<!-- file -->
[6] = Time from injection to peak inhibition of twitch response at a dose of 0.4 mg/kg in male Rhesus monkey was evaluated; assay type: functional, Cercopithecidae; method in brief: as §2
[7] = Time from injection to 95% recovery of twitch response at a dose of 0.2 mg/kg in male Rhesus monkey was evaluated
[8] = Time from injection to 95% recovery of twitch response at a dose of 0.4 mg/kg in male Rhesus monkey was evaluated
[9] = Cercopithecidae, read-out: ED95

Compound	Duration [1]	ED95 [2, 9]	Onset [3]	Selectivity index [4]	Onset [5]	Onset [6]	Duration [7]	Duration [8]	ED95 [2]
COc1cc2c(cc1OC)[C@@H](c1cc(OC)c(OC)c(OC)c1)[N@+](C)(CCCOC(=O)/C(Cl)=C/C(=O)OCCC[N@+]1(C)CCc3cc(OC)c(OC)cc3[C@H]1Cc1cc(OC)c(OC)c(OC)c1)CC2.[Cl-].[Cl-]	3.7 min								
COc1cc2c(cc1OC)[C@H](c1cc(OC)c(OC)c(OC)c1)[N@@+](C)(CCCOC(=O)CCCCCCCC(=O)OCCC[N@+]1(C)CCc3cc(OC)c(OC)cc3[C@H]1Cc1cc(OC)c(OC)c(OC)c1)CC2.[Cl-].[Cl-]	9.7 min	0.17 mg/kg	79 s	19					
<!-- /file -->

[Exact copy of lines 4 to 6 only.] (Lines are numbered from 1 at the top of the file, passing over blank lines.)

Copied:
[9] = Cercopithecidae, read-out: ED95

Compound	Duration [1]	ED95 [2, 9]	Onset [3]	Selectivity index [4]	Onset [5]	Onset [6]	Duration [7]	Duration [8]	ED95 [2]
COc1cc2c(cc1OC)[C@@H](c1cc(OC)c(OC)c(OC)c1)[N@+](C)(CCCOC(=O)/C(Cl)=C/C(=O)OCCC[N@+]1(C)CCc3cc(OC)c(OC)cc3[C@H]1Cc1cc(OC)c(OC)c(OC)c1)CC2.[Cl-].[Cl-]	3.7 min								